On the great island of Tierra del Fuego, we found Karukinka Natural Park in the Magallanes Region. The remote, 300,000 hectares park was donated to WCS (Wildlife Conservation Society) for preservation, conservation, research, and education regarding Tierra del Fuego’s biodiversity, culture, and history.

We had an outstanding expedition on our first day! In the morning, we went ashore to visit Karukinka Natural Park. We walked along the beach, hiked up to a waterfall, and met fascinating elephant seals.

Southern elephant seals are the biggest pinnipeds in the world. They spend 80% of their life at sea. Once a year, they come ashore to give birth, breed, and molt. Adult males are called bulls, and they are true giants of the seas. They can reach 5.8 m and 3000 kg. Females are considerably smaller, reaching 3 m and 600 kg. The beach masters keep harems of up to 50 females and ferociously fight other males for dominance. Some encounters are extremely violent, bloody battles. This is the perfect time of year to meet these amazing creatures, especially because we had the chance to see the young weaners.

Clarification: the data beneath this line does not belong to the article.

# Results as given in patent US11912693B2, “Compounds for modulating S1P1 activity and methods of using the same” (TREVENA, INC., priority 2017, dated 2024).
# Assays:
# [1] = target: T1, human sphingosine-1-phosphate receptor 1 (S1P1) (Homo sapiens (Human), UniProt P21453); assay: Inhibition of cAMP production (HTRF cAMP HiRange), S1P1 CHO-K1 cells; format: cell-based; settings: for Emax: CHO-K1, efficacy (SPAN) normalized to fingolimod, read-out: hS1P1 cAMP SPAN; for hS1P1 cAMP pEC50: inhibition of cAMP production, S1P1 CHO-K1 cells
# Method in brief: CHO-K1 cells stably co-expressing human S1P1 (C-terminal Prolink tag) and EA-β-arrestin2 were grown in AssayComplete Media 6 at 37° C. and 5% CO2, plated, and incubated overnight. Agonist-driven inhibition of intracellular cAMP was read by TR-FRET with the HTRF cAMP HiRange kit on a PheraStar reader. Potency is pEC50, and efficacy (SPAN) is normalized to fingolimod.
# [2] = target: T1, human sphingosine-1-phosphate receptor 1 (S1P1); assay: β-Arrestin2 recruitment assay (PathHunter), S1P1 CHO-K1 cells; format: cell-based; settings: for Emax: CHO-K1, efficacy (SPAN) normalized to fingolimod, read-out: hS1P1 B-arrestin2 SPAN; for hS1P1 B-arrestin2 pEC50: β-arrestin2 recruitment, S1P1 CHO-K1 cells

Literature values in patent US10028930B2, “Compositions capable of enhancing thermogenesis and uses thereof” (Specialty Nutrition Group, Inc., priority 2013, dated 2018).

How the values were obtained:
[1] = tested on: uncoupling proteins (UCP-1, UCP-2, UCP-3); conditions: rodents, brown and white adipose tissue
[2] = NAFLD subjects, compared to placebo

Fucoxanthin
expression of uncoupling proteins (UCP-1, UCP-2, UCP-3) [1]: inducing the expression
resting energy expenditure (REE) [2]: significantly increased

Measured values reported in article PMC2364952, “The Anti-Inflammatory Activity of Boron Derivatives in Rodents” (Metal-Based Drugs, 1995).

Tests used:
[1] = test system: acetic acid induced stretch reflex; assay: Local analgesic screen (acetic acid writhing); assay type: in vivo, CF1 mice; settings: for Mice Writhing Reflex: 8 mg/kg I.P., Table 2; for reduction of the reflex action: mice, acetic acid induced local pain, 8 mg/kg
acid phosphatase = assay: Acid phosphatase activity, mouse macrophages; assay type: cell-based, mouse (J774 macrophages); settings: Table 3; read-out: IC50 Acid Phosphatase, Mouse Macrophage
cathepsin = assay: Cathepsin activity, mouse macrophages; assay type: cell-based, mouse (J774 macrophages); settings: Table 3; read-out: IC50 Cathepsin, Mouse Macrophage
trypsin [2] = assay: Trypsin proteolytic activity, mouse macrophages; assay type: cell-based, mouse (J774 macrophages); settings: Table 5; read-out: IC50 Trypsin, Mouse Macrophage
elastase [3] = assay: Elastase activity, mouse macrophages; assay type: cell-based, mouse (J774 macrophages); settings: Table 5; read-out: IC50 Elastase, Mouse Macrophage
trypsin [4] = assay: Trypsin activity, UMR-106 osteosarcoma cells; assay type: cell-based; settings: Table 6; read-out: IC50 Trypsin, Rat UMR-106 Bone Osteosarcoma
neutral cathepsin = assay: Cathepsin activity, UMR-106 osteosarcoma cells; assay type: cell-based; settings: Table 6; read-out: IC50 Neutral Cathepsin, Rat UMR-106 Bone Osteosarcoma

In the afternoon, we went to the bay on the south side of Almirante Sound to explore the forest. North American beavers have been changing the ecosystem since 1946 when they were introduced to the area, and they have made an impact. Conservation efforts are taking place in Tierra del Fuego. The native forest is almost like a magical forest from a fairytale. We took a lovely hike, following a rustic boardwalk on a journey through the spectacular Magellanic forest. Fabulous lichens, rich moss, and a huge variety of green tones surrounded us. We observed spectacular landscapes, including the fjord, mountains, and glaciers. This was a great first day!